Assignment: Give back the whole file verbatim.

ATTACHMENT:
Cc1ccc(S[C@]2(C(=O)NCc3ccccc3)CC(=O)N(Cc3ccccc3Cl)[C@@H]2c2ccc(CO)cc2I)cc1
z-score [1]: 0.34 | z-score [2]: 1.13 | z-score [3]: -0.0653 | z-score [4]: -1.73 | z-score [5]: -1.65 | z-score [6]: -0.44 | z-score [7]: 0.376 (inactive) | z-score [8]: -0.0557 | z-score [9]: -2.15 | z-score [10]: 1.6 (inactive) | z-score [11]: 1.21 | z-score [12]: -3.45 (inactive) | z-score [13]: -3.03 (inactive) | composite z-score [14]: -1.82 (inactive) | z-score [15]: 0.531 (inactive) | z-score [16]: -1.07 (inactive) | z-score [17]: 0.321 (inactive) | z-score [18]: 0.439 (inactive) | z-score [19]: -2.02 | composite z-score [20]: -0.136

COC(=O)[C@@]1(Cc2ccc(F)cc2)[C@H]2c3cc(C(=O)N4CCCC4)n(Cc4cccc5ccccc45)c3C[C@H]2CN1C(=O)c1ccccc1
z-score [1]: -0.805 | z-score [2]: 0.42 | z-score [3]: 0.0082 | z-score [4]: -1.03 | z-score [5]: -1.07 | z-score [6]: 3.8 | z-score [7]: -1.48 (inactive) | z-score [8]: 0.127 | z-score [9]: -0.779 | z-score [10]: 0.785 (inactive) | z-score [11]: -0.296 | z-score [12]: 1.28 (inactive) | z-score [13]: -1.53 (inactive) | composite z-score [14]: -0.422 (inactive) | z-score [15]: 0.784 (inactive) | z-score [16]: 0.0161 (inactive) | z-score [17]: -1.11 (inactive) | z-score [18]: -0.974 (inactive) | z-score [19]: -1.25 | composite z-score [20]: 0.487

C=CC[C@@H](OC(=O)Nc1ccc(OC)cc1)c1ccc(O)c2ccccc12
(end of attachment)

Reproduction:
Cc1ccc(S[C@]2(C(=O)NCc3ccccc3)CC(=O)N(Cc3ccccc3Cl)[C@@H]2c2ccc(CO)cc2I)cc1
z-score [1]: 0.34 | z-score [2]: 1.13 | z-score [3]: -0.0653 | z-score [4]: -1.73 | z-score [5]: -1.65 | z-score [6]: -0.44 | z-score [7]: 0.376 (inactive) | z-score [8]: -0.0557 | z-score [9]: -2.15 | z-score [10]: 1.6 (inactive) | z-score [11]: 1.21 | z-score [12]: -3.45 (inactive) | z-score [13]: -3.03 (inactive) | composite z-score [14]: -1.82 (inactive) | z-score [15]: 0.531 (inactive) | z-score [16]: -1.07 (inactive) | z-score [17]: 0.321 (inactive) | z-score [18]: 0.439 (inactive) | z-score [19]: -2.02 | composite z-score [20]: -0.136

COC(=O)[C@@]1(Cc2ccc(F)cc2)[C@H]2c3cc(C(=O)N4CCCC4)n(Cc4cccc5ccccc45)c3C[C@H]2CN1C(=O)c1ccccc1
z-score [1]: -0.805 | z-score [2]: 0.42 | z-score [3]: 0.0082 | z-score [4]: -1.03 | z-score [5]: -1.07 | z-score [6]: 3.8 | z-score [7]: -1.48 (inactive) | z-score [8]: 0.127 | z-score [9]: -0.779 | z-score [10]: 0.785 (inactive) | z-score [11]: -0.296 | z-score [12]: 1.28 (inactive) | z-score [13]: -1.53 (inactive) | composite z-score [14]: -0.422 (inactive) | z-score [15]: 0.784 (inactive) | z-score [16]: 0.0161 (inactive) | z-score [17]: -1.11 (inactive) | z-score [18]: -0.974 (inactive) | z-score [19]: -1.25 | composite z-score [20]: 0.487

C=CC[C@@H](OC(=O)Nc1ccc(OC)cc1)c1ccc(O)c2ccccc12